Natives vow to press poverty issues at Olympics
Condensed by Native Village 

British Columbia: Squamish Chief Bill Williams is chairman of the Four Host Nations for this year's Winter Olympics. He has warned Canada's governments to provide more funds for Aboriginal economic development, or the Olympics may become an international stage to highlight native poverty.

"There's going to be some 14,000 media people running around [at the Olympics]," he said. "Some of them are already contacting us. They want to know, ‘What's it like to be an Indian in today's world? How do you live?' We are going to start letting those reporters know the reality of the poverty we face."

Leonard Thomas, president of the BC First Nations Forestry Council, said the same thing in letters to government officials.

"The time for plain talking is now upon us. Our forest-dependent first nations communities are no longer willing to quietly sit back and wait for actions that never come," Mr. Thomas wrote. "The fact that your government and its federal partner are spending $3,000,000,000 to stage the Winter Olympics is merely exacerbating the frustration and anger felt by our communities as they continue to be told that there is no money in the pot to address their situations, which, as you are fully aware, are of a most desperate nature."

Mr. Williams said the BC First Nations Forestry Council has asked for $6,000,000 in provincial funding to help develop aboriginal forestry businesses. 
The government has offered only $620,000.

The Forestry Council also asked for $135,000,000 from Ottawa to deal with forest fire hazards created by B.C.'s pine beetle epidemic. The federal government hasn't paid a cent, despite promises to spend nearly $1,000,000,000 over 10 years on the problem.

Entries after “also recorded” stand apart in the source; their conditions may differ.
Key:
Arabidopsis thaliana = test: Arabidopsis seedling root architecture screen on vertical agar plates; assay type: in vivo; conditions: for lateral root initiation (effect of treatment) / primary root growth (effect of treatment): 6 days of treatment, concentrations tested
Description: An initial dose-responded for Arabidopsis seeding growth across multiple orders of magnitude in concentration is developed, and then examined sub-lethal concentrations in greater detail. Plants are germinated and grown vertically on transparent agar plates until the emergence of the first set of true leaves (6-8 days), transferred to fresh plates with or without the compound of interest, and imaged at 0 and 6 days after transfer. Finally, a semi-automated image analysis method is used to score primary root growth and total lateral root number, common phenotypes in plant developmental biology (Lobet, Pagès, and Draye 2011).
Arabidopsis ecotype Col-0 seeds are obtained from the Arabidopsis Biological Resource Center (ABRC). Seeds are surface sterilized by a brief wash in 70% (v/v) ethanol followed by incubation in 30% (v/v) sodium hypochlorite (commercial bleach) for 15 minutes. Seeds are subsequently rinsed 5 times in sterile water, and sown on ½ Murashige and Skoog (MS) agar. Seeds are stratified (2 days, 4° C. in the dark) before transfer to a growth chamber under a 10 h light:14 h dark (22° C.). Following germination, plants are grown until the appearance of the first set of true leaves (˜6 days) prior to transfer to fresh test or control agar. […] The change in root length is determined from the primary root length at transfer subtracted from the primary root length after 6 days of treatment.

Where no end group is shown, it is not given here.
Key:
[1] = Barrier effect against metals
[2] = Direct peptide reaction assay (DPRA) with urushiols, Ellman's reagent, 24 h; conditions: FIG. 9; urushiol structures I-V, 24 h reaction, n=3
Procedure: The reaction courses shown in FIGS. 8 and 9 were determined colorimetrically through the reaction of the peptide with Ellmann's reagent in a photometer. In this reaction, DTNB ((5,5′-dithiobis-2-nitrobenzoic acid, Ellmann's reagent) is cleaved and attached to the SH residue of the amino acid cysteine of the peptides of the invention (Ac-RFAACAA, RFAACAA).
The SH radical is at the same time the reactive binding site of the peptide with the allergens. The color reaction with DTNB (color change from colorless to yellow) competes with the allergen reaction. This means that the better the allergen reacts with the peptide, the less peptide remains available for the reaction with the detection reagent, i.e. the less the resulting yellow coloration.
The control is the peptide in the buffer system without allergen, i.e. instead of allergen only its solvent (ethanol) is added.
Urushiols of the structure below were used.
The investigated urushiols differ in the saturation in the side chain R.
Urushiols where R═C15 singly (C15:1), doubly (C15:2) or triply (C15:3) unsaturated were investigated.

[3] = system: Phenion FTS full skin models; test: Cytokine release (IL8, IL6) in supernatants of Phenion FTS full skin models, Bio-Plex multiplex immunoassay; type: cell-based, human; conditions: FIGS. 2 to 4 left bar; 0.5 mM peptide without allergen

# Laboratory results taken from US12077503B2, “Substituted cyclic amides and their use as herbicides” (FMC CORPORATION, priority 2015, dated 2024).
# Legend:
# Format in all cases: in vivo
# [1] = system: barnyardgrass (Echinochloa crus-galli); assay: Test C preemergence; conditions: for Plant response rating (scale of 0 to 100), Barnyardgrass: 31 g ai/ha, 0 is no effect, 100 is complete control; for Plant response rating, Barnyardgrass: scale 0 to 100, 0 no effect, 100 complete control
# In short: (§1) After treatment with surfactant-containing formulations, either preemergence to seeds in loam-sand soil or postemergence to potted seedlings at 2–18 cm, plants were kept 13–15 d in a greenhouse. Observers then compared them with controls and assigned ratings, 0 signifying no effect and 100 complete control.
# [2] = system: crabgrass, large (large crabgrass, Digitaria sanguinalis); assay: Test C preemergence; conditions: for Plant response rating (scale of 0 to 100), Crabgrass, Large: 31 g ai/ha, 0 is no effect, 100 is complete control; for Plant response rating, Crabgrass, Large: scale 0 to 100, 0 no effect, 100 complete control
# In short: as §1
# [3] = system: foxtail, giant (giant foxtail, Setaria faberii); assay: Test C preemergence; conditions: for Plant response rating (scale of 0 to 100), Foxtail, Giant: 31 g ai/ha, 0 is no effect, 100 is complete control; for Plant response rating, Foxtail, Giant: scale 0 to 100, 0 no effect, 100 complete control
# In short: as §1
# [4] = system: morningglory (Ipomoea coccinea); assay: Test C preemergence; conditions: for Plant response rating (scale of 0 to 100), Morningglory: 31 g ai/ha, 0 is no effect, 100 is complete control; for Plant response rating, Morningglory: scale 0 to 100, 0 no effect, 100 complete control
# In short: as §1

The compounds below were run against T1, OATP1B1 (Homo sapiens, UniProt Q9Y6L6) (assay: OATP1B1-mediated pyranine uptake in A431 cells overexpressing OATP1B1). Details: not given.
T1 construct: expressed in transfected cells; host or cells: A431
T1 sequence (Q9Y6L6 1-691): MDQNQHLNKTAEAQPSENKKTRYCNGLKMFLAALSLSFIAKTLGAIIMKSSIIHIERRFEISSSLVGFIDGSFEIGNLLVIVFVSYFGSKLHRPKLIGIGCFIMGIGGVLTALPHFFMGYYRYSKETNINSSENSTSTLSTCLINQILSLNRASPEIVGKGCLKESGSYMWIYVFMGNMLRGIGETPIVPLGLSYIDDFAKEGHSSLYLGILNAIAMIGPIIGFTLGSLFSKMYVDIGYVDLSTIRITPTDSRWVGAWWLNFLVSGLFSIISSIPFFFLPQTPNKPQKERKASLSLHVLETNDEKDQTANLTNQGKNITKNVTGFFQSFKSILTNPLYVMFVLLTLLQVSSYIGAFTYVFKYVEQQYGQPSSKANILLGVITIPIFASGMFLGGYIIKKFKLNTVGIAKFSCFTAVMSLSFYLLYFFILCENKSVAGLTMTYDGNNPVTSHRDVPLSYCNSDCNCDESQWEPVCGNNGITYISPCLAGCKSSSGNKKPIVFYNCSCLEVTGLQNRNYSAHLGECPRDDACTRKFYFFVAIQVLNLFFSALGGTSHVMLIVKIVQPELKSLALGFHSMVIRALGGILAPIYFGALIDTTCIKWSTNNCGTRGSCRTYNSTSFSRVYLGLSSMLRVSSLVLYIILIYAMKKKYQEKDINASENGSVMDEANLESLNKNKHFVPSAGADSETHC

However, Pat Bell, the B.C. Forests Minister, said his government is working to improve economic opportunities, It has completed agreements with 167 native communities and provided logging access to 43 million cubic metres of timber. That results in $243,000,000  in revenue sharing.

Bell said the FNFC's funding request was rejected because the government wants a detailed financial plan.

"It's great that they are looking for $6-million, but in times of budget restraint ... it is very challenging for me to find that kind of money," Mr. Bell said. "At this point, we are waiting for them to come back to us ... and outline what it is they intend to do and how they will provide value for those taxpayer dollars."

Tewanee Joseph, chief executive officer of the Four Host First Nations, still supports the Games despite Mr. Williams and Mr. Thomas's comments.  He said native communities across Canada will share in an estimated $150,000,000 in Game revenues. He added that 100 aboriginal businesses working on Games-related activities.

"Next month, Four Host First Nations is going to rock the world at the 2010 Games," he said. "At the Aboriginal Pavilion, we're going to share, showcase and educate about our cultures to visitors from around the world."